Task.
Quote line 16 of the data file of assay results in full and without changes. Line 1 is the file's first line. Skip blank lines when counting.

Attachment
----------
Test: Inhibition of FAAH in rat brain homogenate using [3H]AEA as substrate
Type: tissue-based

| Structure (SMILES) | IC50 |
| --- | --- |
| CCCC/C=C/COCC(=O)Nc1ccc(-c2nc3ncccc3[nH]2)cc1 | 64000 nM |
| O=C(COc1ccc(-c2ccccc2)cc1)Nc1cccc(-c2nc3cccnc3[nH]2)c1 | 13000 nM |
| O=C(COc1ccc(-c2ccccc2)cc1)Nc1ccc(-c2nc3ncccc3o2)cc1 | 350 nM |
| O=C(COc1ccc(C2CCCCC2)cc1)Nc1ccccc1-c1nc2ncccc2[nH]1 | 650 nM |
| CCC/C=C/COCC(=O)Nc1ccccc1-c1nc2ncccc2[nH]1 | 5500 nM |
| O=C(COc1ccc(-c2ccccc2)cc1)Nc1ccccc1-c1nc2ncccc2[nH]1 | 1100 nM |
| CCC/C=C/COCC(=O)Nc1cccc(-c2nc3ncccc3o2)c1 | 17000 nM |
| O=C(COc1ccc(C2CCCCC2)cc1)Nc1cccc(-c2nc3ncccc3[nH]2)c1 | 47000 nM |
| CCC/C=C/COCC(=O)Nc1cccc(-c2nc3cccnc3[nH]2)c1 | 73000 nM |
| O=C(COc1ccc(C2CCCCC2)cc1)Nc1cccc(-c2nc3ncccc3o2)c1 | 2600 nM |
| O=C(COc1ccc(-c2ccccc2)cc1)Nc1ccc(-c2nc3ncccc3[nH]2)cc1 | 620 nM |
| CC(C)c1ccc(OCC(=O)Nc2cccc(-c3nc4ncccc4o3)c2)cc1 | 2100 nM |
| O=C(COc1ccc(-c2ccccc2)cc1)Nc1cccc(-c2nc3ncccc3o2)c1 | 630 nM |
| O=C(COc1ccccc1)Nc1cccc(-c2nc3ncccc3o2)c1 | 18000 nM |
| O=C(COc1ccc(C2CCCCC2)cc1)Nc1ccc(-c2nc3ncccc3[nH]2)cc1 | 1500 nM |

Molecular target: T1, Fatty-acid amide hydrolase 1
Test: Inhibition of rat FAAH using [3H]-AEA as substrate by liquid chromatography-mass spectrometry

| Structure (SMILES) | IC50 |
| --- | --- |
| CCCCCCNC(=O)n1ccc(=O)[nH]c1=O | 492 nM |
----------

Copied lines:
| CC(C)c1ccc(OCC(=O)Nc2cccc(-c3nc4ncccc4o3)c2)cc1 | 2100 nM |